3. Place meatballs into the oven and bake for 12 minutes. Baking the meatballs helps to retain their shapes and moisture. After 12 minutes, remove meatballs from pan and set aside for further cooking in the pasta sauce.
4. In a large sauce pan, heat up the olive oil over medium heat. Add the garlic and onions, saute for a few minutes until aroma is released. Add the tomatoes, arrabiata sauce, chicken broth and meatballs. Let simmer for 15 minutes.
5. In the meantime, cook the dry linguine according to the package until al dente. Add cooked linguine to the sauce pan then stir in sour cream. Coat linguine evenly with the sauce and dinner is ready. Serve up some salad and garlic bread on the side to go with the linguine.

Tis the season to be jolly. Falalalala....

We had invited friends over for dinner last night and I was surprised with a gift of Thomas Keller's cookbook called Ad Hoc At Home, family-style recipes. Yes, it's the season to give and receive. I've managed to read thru the first few pages of the book and already I'm intrigued. Recipes and ingredients are easy enough for the homecook. Nothing fancy. Lots of tips and techniques are included. I think this is one of the cookbooks that will make me a better cook. Thanks, S&S  for adding to my cookbook collection.

Tuesday, November 30, 2010

Thanksgiving turkey and gravy

Thanksgiving turkey turned out great this year. Moist and tender again. Here's my recipe for roasting a 10-12lbs dry-brined turkey. Please refer to previous post on how to dry-brine a turkey. Gravy recipe follows as well.

Seasoning ingredients:
1 stick of  unsalted butter
4 pieces of fresh basil leaves
2 tbsps of chicken or poultry seasoning

Aromatic ingredients:
2 sprigs of fresh rosemary
3 sprigs of fresh thyme
2 bay leaves, fresh or dry
2 stalks of fresh sage
1 lemon, cut into quarters
1/2 navel orange, cut into quarters

Bottom of the pan ingredients:
2 medium sized carrots, cut into 1 inch pieces
1 medium sized white onion, cut into 1 inch pieces
2 stalks of celery, cut into 1 inch pieces
2 cups of low salt chicken stock

Cooking oil spray
1 roasting pan with rack

1. Remove dry-brined turkey from fridge. Melt 1/2 stick of butter over 20 seconds in the microwave and let cool. Brush melted butter before rubbing seasoning all over turkey and inside turkey's cavity as well.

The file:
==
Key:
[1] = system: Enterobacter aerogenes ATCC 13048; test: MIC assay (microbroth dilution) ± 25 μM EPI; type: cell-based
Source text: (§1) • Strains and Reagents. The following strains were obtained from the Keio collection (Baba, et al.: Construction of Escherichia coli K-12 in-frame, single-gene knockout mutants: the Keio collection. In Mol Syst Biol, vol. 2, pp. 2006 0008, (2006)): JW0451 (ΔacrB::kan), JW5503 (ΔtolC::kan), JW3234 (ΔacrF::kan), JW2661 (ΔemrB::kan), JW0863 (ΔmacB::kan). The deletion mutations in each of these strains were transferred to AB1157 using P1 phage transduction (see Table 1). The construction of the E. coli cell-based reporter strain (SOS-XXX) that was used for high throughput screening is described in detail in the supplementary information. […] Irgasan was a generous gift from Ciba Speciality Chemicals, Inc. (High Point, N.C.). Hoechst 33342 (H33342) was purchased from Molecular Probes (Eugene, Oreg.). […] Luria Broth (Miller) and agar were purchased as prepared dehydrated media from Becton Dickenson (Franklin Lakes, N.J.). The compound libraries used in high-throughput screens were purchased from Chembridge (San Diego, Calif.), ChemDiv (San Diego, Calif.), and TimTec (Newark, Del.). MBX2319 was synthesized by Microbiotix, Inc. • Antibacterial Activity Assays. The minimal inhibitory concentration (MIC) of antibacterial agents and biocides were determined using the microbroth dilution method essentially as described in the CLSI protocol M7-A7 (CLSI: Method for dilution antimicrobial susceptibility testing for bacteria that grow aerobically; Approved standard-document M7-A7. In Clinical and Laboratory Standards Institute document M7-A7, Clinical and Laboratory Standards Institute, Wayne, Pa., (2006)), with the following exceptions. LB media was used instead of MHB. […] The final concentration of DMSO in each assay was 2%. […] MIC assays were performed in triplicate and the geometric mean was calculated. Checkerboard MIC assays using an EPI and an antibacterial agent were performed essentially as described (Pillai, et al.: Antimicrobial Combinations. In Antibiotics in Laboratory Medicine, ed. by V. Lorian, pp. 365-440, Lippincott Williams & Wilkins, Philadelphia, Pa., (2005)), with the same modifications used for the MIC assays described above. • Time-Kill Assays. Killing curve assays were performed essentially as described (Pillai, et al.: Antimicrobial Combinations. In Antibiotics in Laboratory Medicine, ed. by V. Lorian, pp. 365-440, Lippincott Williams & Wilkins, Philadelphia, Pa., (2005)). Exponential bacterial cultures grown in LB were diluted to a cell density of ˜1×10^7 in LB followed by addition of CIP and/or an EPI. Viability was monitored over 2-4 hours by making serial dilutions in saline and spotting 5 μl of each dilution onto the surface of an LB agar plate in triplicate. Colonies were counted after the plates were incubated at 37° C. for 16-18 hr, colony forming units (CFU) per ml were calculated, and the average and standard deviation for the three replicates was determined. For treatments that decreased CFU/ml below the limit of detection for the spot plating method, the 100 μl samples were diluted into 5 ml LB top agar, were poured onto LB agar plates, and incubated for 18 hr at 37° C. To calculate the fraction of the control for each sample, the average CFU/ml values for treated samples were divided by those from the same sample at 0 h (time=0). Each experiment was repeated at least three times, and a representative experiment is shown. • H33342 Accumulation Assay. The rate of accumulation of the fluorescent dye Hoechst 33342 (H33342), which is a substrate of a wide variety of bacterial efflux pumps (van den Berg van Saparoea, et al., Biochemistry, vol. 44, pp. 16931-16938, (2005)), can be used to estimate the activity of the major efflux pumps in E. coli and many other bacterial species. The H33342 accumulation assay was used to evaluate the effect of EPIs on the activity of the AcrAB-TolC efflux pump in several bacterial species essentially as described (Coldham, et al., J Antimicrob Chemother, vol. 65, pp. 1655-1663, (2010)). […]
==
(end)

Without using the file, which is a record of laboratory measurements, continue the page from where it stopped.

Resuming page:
2. Stuff turkey's cavity with the aromatics. Cut up the remaining 1/2 stick butter into 1/4 inch squares. Pull back turkey's skin on breasts and thighs. Stuff butter pieces and basil leaves into each side of breasts and each thigh. Cover turkey loosely with aluminum foil and let stand at room temperature for 1 hour.

3. After 1 hour, preheat oven to 425 degrees fahrenheit. Spray roasting rack with cooking oil spray to prevent turkey from sticking to the rack. Remove aluminum cover and place turkey on the rack. Add  bottom of the pan ingredients to the pan. Roast turkey for 20 to 25 minutes before turning the oven temperature down to 325 degrees fahrenheit. Roast for another hour and baste the turkey with drippings from the bottom of the pan. At this point, cover turkey breasts and wings loosely with aluminum foil if turkey is browning too quickly. Foil is to be removed during the last 15 minutes of roasting time as to crisp up the skin.

4. Roast turkey for another 45 minutes to 1 hour or until a meat thermometer stuck into the thickest part of the the thigh reads 165 to 170 degrees fahrenheit. Juices running out of turkey should be clear as well. Remove turkey from oven and tent loosely with aluminum foil for 30 minutes before carving. Separate drippings from its oil (reserve only 4 tbsps of oil for gravy) and spoon some drippings over turkey meat before serving. In the meantime, whisk up the gravy.

Gravy recipe requires:-
4 tbsps of all-purpose flour
4 tbsps of turkey oil
1/4 cup turkey drippings
2 cups of chicken broth
salt and pepper to taste

1. Heat up oil in a medium sized saucepan over medium heat. Stir in flour to make a roux. Once it turns golden brown, add  in broth and turkey drippings.
2. Whisk mixture until no lumps are visible. Adjust salt and pepper to taste.
3. Pour gravy through a strainer into a gravy boat or serving bowl before serving. Enjoy.

Monday, November 22, 2010

Prepping for Thanksgiving

It's that time of the year. It's not thanksgiving without turkey according to my kids. This year is no exception especially since my brother and his wife will be joining us for the first time.

I've started a dry brine for the turkey on Sunday morning. It's a recipe adapted from LA Times a few years back. I prefer dry brining because it's easy and the turkey tastes juicier and more tender. All you need is 1 tbsp of kosher salt per 5 pounds of turkey rubbed inside the cavity and all over the turkey. Seal turkey in a resealable plastic bag and chill in the fridge for 3 days. The turkey needs to be turned over once a day as well as massaged. The night before thanksgiving, pat the skin dry with paper towel and leave turkey breast side up uncovered in the fridge for at least 8 hours. Remove turkey from fridge and leave it at room temperature for1 hour before roasting.

First time making cranberry sauce and it turns out pretty good. Jellied cranberry sauce with fuji apple recipe was adapted from Recipe calls for one bag (12oz) of fresh cranberry, 1 fuji apple (diced), 1 cup sugar and 3/4 cup water to be heated over medium heat in a medium sized sauce pan. Heat and stir occasionally for about 15 minutes until cranberry mixture thickens.  Chill in fridge for at least 3 hours.